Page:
Shadow of the Sword: A Marine's Journey of War, Heroism, and Redemption
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Awarded the Navy Cross for gallantry under fire, Staff Sergeant Jeremiah Workman is one of the Marine Corps’ best-known contemporary combat veterans. In this searing and inspiring memoir, he tells an unforgettable story of his service overseas–and of the emotional wars that continue to rage long after our fighting men come home.
Raised in a tiny blue-collar town in Ohio, Jeremiah Workman was a handsome and athletic high achiever. Having excelled on the sporting field, he believed that the Marine Corps would be the perfect way to harness his physical and professional drives.
In the Iraqi city of Fallujah in December 2004, Workman faced the challenge that would change his life. He and his platoon were searching for hidden caches of weapons and mopping up die-hard insurgent cells when they came upon a building in which a team of fanatical insurgents had their fellow Marines trapped. Leading repeated assaults on that building, Workman killed more than twenty of the enemy in a ferocious firefight that left three of his own men dead.
But Workman’s most difficult fight lay ahead of him–in the battlefield of his mind. Burying his guilt about the deaths of his men, he returned stateside, where he was decorated for valor and then found himself assigned to the Marine base at Parris Island as a “Kill Hat”: a drill instructor with the least seniority and the most brutal responsibilities. He was instructed, only half in jest, to push his untested recruits to the brink of suicide. Haunted by the thought that he had failed his men overseas, Workman cracked, suffering a psychological breakdown in front of the men he was charged with leading and preparing for war.
In Shadow of the Sword, a memoir that brilliantly captures both wartime courage and its lifelong consequences, Workman candidly reveals the ordeal of post-traumatic stress disorder: the therapy and drug treatments that deadened his mind even as they eased his pain, the overwhelming stress that pushed his marriage to the brink, and the confrontations with anger and self-blame that he had internalized for years.
Having fought through the worst of his trials–and now the father of a young son–Workman has found not perfection or a panacea but a way to accommodate his traumas and to move forward toward hope, love, and reconciliation.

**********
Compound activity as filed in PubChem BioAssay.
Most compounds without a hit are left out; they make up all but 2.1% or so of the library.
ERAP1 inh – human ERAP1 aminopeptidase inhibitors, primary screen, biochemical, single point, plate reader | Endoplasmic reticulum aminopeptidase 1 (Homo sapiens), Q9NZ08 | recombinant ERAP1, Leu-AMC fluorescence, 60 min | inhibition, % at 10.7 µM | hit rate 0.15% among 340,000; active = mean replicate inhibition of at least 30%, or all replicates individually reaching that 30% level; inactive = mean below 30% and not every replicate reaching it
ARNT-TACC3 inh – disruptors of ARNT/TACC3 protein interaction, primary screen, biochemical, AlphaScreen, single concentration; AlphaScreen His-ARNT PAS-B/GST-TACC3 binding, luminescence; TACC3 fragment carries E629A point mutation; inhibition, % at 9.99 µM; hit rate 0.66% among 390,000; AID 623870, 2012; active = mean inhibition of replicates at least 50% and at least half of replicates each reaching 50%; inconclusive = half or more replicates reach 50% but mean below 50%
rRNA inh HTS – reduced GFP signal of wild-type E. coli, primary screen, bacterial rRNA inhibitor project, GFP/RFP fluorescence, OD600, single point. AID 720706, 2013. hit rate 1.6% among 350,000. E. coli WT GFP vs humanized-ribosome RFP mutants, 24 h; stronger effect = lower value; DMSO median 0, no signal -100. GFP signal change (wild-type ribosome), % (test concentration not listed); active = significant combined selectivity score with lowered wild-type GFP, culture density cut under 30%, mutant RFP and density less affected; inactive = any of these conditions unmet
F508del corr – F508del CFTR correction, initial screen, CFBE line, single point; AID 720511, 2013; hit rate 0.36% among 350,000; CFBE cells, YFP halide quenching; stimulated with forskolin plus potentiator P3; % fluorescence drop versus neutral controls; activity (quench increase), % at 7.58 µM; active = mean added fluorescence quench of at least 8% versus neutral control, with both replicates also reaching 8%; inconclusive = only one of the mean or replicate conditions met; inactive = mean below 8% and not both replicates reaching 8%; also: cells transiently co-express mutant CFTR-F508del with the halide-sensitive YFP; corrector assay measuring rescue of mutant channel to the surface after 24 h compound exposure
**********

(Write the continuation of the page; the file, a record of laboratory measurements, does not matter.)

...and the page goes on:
away at the chicken. Levine’s laughing as hard as I am. Vigilance. Maintain security. We’ve done this so much now with nothing but animals and corpses to be found inside these houses, it is impossible to keep our alert level pegged for long. But today, we’ve already slid. I need to get everyone back to a hundred percent. “Okay, come on, we’ve got a job to do.” Smokes takes one more whack at the chicken and gives up. The fowl squawks angrily from under the sink. Obviously, we’re in its
know wanted to shake my hand. Have I fallen that far? “Workman, I don’t know who you think you are.” Shelby’s shouting right into my face now. His jowls are swaying with every word. I want to break his face. “You come here, and you pull a zero. You failed us.” My fist. I see my fist slamming into his nose. I want to feel the gristle as it splinters from my blow. I want to hear it crack, and I want to see him double over in pain. Then I’ll hit him again and again until he’s nothing but a
James Phillips regard me in cold silence. Hillenburg’s temple is shattered by a bullet wound. Blood leaches from it and trickles down his cheek. His eyes are black as coal. I want to reach for them and scream I’m sorry. I’m sorry I could not save you. I’m sorry I have stolen your valor. “… By his bold leadership, wise judgment, and complete dedication to duty, Corporal Workman reflected great credit upon himself and upheld the highest traditions of the Marine Corps and the United States Naval
position across the street must have been hammering away at us by accident. “Allah Akbar!” I pop up on one knee and start shooting. I can’t see anything or anyone, but I pepper the smoke with my M16. Snell starts shooting as well. Kraft and the others behind us lay down suppressing fire. Muzzle flashes, like fireflies on an Ohio summer’s night, dance in the smoke. I see at least six or seven at once. “How many motherfuckers are up here?” Snell screams. “Shitloads! Pour it on them!” Kraft
weapon. My eyes are open, but I don’t see anything but a brilliant orange light. My hand strikes cold ABS plastic, and my fingers confirm I’ve found the stock of an M16. I pull it close, but the effort leaves me dizzy. I still can’t breathe. The sounds of battle grow faint. The gunfire drifts away into a low background noise, like the hum of a stereo left on. The shouting fades until it merges with the sound of my heartbeat in my ear. Soon, that sound is all I have to tell me that I’m still